Support groups are also an effective way to unite mesothelioma patients who face similar challenges. Support groups provide patients with an opportunity to share their personal experiences and struggles with those who can relate. It offers tremendous emotional support that may be difficult to get elsewhere.

Adding a Four-Legged Friend

A pet can provide serious mental relief and genuine companionship. Spending time with animals can improve the mood and morale of mesothelioma patients. Pets can include dogs or cats. The animals usually accompany mesothelioma patients during treatment sessions or during therapy. Pets can reduce anxiety and provide a sense of hope and purpose.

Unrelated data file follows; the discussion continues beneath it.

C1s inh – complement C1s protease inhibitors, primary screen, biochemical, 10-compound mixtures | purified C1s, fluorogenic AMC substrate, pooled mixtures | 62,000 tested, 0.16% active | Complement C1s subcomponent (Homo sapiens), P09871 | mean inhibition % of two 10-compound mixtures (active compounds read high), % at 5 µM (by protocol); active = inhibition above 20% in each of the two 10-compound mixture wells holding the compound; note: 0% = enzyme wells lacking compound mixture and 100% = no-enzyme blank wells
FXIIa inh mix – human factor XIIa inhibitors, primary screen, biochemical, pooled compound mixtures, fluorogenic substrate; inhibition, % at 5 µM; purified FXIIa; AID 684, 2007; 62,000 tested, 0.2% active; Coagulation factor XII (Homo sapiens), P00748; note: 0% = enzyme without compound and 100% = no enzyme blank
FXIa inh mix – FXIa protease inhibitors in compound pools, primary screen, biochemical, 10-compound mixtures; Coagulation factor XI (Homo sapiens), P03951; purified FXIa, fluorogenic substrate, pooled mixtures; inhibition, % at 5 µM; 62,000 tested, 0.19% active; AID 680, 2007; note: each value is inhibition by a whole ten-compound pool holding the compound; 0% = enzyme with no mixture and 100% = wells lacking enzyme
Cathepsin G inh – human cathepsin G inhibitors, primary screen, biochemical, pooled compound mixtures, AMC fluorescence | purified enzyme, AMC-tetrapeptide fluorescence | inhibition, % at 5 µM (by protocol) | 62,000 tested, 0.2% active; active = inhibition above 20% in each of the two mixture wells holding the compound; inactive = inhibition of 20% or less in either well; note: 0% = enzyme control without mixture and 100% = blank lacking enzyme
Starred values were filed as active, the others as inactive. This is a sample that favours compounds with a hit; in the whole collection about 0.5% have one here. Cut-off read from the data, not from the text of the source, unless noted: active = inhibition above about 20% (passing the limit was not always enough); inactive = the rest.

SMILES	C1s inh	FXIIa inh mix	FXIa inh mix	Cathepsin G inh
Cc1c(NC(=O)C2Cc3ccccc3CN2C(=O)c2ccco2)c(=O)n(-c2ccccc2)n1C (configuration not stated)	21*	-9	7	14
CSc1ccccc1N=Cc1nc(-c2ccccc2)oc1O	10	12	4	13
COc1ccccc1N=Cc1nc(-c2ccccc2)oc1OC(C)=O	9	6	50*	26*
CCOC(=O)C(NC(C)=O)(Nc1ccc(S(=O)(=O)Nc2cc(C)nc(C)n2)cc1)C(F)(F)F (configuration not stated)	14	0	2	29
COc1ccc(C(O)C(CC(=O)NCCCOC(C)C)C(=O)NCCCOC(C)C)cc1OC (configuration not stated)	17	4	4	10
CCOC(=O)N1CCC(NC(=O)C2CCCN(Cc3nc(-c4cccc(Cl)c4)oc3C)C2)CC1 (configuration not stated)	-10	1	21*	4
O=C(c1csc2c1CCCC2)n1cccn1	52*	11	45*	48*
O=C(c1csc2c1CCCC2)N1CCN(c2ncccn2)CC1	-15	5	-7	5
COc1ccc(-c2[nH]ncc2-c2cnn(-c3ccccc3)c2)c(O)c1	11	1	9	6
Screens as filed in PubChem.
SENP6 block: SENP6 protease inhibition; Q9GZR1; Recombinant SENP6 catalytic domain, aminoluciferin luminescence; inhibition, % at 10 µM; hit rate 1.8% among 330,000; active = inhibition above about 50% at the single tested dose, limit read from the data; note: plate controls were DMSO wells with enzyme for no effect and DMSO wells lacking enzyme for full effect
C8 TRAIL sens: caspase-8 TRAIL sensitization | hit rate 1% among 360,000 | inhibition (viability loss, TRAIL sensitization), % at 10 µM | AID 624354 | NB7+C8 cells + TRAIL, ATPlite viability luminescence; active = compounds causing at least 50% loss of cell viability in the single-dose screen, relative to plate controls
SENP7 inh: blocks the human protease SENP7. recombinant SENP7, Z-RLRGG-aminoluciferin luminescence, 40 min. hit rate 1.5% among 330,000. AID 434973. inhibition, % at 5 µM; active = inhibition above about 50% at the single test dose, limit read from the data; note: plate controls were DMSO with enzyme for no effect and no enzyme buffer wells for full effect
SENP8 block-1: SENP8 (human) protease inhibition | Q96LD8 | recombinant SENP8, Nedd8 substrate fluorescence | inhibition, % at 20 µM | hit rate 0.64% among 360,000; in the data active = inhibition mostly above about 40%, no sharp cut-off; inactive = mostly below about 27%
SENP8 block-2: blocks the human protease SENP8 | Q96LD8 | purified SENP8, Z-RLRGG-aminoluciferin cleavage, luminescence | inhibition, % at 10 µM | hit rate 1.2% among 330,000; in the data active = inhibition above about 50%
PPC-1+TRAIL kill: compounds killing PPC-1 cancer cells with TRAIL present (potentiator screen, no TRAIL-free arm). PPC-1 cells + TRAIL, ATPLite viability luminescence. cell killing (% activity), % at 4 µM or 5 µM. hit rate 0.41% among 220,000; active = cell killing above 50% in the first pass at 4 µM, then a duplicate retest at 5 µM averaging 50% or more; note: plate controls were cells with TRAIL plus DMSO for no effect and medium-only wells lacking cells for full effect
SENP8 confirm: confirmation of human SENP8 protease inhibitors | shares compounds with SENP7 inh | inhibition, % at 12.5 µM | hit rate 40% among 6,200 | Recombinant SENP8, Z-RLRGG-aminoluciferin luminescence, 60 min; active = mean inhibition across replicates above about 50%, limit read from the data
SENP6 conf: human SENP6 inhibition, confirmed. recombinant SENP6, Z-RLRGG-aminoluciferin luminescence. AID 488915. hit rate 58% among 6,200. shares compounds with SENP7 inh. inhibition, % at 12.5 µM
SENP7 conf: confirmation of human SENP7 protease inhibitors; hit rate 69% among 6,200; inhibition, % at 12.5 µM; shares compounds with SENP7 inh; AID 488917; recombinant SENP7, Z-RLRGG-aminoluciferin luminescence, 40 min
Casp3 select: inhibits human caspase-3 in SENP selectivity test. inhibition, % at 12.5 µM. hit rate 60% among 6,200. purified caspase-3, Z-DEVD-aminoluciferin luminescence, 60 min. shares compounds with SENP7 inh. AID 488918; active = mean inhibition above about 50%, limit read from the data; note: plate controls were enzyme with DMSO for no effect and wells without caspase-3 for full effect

Natural Ways to Fight the Mental Effects of Mesothelioma

There are “less invasive” ways to improve your mental health while fighting mesothelioma. Keeping a journal is a productive way to express your emotions and thought when you may not be ready or feel comfortable telling anyone else. It can be helpful to reflect and look back on your journal entries as a reminder to how far you have come and can help in the future should you seek further counseling or other mental health intervention.

Another positive form of expression is to create art or music. This method of expression serves as an extremely beneficial creative outlet releasing the roller coaster of feelings you experience in your struggle with mesothelioma.